Bringing History, Drama and the Local Community together through BA (Hons) Applied Drama


Third-year students Amy Gronow and Nicole White put into practice the entrepreneurial, creative and organisational skills that they acquired through the Applied Drama degree to pull off an effective and rewarding Final Year Project: World War I through Drama.  

Students in their third year are given a “Final Project” where they are asked to design, organise and deliver a major community project. Amy and Nicole decided to engage and work with primary school and secondary school pupils to explore the experiences of the Great War on both the Western and Home Fronts.

Both students contacted a host of schools, 4 of which decided to partake in the sessions: year 6 pupils from Gors and Trallwn primary schools, in Swansea; Year 8 pupils from Dwr-y-felin in Neath and Cymmer Afan in Afan Valley. In order to fit around the schools’ timetables, Amy and Nicole planned and conducted lunchtime and after-school sessions for five days a week in each school.

A WWI military re-enactor, Roderick Hughes, was invited to one of these sessions, and creative writing and crafts work was inspired by the work in drama. These sessions gave the pupils the opportunity to understand, consider and appreciate the Great War and the possible emotions and attitudes of soldiers and citizens in an interactive and creative environment. The schools enjoyed the sessions so much, that several schools incorporated the project into their curriculum, requesting Amy and Nicole conduct extra afternoon sessions with their pupils.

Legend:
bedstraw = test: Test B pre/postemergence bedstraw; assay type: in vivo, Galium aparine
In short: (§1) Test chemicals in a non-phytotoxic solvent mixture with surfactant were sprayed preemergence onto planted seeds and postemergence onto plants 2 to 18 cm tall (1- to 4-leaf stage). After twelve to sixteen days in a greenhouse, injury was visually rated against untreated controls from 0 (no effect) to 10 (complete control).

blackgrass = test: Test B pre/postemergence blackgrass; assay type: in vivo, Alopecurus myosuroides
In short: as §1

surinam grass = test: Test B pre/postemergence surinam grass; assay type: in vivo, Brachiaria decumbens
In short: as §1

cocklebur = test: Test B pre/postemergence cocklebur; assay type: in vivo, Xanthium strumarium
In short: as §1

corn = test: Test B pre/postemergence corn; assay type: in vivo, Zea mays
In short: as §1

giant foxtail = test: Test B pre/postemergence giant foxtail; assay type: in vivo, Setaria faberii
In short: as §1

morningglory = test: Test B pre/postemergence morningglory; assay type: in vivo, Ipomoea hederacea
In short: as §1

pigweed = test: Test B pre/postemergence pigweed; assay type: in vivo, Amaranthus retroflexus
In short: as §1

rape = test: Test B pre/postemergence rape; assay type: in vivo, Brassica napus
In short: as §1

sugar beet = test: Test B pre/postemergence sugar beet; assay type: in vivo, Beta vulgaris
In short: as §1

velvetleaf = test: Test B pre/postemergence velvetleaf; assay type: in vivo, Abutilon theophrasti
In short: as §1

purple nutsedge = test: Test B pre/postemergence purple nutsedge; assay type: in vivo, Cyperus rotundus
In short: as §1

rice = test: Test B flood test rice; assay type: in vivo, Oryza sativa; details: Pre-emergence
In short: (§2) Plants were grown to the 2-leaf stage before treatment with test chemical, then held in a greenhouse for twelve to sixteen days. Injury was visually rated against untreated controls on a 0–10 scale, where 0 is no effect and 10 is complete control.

The third-year students were able to use all the skills that they had learnt across their 3-year degree programme to create, organise, and successfully carry out a community project that had a wonderful impact on the pupils and schools. A primary school pupil from Trallwn Primary School had a great time: “I really enjoyed Amy and Nicole’s way of teaching because it is easier to learn when you’re having fun” (Trallwn Primary pupil); whilst teachers also saw the benefit for the pupils. Ms. Bowen, the Head of History at Dwr-y-Felin Comprehensive school in Neath, saw the workshops as a success: “Our pupils have thoroughly enjoyed the experience and this is proven by the fact that so many of them have chosen to give up their lunch time every day.” 

An exhibition of pupils’ written work was mounted in the Creative Bubble shop in Craddock Street after the conclusion of the final school’s project, illustrating the creativity and the confidence that the students gained from the experience.

Reflecting upon the impact UWTSD and her degree has had on her future career and personal development, Nicole White says: “Applied Drama has been a joy to be a part of. I want to be a teacher and I never imagined I would spend four weeks in four different schools teaching four different lots of children. It's amazing what you find out in each school and how different they are. Applied Drama gave me the tools to be able to handle all of this project.”